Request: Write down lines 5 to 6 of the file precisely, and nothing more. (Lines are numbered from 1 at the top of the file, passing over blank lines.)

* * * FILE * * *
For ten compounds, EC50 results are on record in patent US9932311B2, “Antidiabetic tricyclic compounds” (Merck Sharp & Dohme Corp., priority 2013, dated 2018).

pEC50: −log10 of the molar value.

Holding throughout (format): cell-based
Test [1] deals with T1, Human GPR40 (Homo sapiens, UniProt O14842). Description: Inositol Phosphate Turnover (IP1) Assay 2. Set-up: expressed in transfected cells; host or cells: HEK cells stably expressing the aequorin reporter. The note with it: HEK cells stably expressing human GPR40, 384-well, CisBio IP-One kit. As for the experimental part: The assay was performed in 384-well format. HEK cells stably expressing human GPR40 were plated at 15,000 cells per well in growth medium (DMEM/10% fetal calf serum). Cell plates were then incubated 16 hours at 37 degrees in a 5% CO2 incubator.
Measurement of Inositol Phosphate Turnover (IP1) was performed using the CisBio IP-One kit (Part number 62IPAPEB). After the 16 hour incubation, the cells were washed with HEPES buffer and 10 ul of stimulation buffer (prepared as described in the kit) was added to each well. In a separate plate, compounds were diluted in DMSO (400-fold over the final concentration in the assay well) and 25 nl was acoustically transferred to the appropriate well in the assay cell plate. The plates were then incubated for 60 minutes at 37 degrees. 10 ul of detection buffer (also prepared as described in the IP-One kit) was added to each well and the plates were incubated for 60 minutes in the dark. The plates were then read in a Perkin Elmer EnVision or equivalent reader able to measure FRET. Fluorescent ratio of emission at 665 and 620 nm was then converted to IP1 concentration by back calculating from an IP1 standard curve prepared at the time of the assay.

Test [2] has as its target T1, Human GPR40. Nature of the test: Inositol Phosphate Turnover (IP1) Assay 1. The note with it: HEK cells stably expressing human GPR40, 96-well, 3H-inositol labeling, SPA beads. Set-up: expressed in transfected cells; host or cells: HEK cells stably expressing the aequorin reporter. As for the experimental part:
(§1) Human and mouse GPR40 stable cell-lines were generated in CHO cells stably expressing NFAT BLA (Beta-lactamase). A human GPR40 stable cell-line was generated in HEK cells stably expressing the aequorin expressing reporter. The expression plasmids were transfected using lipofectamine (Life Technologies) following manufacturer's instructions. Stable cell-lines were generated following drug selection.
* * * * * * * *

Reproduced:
Measurement of Inositol Phosphate Turnover (IP1) was performed using the CisBio IP-One kit (Part number 62IPAPEB). After the 16 hour incubation, the cells were washed with HEPES buffer and 10 ul of stimulation buffer (prepared as described in the kit) was added to each well. In a separate plate, compounds were diluted in DMSO (400-fold over the final concentration in the assay well) and 25 nl was acoustically transferred to the appropriate well in the assay cell plate. The plates were then incubated for 60 minutes at 37 degrees. 10 ul of detection buffer (also prepared as described in the IP-One kit) was added to each well and the plates were incubated for 60 minutes in the dark. The plates were then read in a Perkin Elmer EnVision or equivalent reader able to measure FRET. Fluorescent ratio of emission at 665 and 620 nm was then converted to IP1 concentration by back calculating from an IP1 standard curve prepared at the time of the assay.

Test [2] has as its target T1, Human GPR40. Nature of the test: Inositol Phosphate Turnover (IP1) Assay 1. The note with it: HEK cells stably expressing human GPR40, 96-well, 3H-inositol labeling, SPA beads. Set-up: expressed in transfected cells; host or cells: HEK cells stably expressing the aequorin reporter. As for the experimental part: